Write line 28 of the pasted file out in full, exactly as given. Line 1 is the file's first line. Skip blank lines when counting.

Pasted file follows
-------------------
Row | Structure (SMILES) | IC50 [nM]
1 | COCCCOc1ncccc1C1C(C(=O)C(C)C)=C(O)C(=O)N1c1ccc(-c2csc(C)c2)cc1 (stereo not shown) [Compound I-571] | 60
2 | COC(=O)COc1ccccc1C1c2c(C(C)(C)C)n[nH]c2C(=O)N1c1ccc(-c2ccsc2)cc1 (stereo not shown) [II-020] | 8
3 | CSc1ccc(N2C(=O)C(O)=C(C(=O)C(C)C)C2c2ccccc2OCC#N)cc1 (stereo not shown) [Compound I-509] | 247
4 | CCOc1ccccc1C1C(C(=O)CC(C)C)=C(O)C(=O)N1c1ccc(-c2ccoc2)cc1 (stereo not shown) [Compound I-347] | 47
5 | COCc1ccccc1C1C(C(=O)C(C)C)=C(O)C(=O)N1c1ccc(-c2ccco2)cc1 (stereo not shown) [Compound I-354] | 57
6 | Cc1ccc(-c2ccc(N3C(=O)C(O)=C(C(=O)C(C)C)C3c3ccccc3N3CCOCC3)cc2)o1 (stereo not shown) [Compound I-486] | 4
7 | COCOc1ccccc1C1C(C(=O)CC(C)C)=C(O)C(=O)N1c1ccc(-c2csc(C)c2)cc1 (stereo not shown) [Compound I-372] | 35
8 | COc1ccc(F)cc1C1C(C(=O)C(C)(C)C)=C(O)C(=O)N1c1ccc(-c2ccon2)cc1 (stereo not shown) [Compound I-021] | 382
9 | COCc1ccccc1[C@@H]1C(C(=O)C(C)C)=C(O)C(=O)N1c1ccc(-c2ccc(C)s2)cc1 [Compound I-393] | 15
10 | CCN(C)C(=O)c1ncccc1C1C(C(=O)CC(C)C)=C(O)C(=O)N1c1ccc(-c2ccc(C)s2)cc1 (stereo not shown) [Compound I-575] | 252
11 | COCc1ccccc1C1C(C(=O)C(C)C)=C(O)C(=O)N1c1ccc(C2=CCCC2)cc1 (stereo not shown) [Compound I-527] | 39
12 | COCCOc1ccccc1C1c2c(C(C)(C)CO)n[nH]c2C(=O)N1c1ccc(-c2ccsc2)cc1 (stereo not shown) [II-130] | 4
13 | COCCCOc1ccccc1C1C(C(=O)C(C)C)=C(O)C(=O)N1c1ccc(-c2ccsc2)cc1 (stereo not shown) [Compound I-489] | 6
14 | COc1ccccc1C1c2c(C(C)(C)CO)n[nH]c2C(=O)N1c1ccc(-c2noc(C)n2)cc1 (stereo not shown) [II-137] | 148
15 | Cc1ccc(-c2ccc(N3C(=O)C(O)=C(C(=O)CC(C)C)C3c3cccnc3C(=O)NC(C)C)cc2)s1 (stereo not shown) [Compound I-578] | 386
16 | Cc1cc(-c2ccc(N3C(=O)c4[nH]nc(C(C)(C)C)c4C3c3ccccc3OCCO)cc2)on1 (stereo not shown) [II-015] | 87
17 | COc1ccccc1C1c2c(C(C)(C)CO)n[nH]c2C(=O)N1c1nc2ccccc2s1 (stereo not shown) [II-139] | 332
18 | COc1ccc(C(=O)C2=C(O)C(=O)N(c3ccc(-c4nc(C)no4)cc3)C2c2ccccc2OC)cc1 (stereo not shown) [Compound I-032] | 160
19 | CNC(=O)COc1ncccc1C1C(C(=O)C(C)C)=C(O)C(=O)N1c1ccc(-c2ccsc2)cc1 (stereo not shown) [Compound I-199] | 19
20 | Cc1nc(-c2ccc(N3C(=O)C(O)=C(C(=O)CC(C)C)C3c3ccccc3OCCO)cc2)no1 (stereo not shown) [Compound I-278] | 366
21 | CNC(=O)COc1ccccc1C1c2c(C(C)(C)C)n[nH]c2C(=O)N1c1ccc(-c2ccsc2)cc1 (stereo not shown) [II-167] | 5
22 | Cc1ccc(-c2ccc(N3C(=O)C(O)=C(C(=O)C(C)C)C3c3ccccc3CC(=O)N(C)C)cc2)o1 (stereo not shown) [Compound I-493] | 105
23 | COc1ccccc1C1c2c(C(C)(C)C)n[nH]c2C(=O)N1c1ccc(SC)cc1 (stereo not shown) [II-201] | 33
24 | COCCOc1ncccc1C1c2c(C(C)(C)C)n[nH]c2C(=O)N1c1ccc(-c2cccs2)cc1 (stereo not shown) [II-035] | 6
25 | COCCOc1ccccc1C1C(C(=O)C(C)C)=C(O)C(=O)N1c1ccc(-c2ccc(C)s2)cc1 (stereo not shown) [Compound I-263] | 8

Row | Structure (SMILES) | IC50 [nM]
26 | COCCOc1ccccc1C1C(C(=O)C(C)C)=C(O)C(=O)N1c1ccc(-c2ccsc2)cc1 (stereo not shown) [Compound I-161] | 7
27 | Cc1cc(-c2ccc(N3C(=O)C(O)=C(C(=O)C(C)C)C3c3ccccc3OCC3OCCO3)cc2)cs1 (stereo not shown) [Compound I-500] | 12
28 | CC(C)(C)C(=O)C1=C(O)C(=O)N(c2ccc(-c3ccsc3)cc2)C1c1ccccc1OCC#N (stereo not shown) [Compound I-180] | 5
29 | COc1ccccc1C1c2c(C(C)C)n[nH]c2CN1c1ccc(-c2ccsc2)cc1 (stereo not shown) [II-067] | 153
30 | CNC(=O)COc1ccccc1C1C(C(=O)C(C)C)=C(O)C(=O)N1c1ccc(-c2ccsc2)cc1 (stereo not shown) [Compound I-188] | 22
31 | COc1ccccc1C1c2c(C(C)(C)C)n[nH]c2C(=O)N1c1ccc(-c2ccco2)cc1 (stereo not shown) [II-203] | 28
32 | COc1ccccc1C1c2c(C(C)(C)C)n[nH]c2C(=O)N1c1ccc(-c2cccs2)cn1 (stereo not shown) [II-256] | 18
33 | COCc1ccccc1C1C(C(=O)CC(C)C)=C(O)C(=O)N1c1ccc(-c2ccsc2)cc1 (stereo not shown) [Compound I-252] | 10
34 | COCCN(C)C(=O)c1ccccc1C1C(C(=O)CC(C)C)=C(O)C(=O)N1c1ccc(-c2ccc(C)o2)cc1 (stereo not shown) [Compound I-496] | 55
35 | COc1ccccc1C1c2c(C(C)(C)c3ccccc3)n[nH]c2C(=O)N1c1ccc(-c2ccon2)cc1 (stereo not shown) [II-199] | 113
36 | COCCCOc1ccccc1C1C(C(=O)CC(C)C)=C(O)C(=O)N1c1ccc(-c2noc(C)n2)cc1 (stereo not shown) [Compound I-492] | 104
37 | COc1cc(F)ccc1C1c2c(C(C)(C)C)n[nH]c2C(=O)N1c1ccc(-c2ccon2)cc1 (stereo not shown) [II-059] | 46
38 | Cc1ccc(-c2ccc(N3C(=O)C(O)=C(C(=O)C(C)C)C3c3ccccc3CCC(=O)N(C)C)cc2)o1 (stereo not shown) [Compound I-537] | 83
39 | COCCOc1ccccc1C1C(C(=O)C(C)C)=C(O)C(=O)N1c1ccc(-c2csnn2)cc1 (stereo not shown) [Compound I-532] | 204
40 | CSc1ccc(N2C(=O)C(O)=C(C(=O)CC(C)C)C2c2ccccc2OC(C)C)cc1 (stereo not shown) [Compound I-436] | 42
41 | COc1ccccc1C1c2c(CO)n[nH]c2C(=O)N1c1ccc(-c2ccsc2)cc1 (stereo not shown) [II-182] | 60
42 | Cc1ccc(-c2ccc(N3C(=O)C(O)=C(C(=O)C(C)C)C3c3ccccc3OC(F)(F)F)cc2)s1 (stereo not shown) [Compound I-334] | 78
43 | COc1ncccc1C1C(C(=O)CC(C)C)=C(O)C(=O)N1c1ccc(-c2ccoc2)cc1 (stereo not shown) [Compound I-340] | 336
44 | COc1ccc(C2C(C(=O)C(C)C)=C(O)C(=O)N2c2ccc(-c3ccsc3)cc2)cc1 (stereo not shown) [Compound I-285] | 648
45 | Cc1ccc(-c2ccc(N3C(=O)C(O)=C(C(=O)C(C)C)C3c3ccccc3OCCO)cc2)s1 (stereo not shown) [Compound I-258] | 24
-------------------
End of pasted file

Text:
26 | COCCOc1ccccc1C1C(C(=O)C(C)C)=C(O)C(=O)N1c1ccc(-c2ccsc2)cc1 (stereo not shown) [Compound I-161] | 7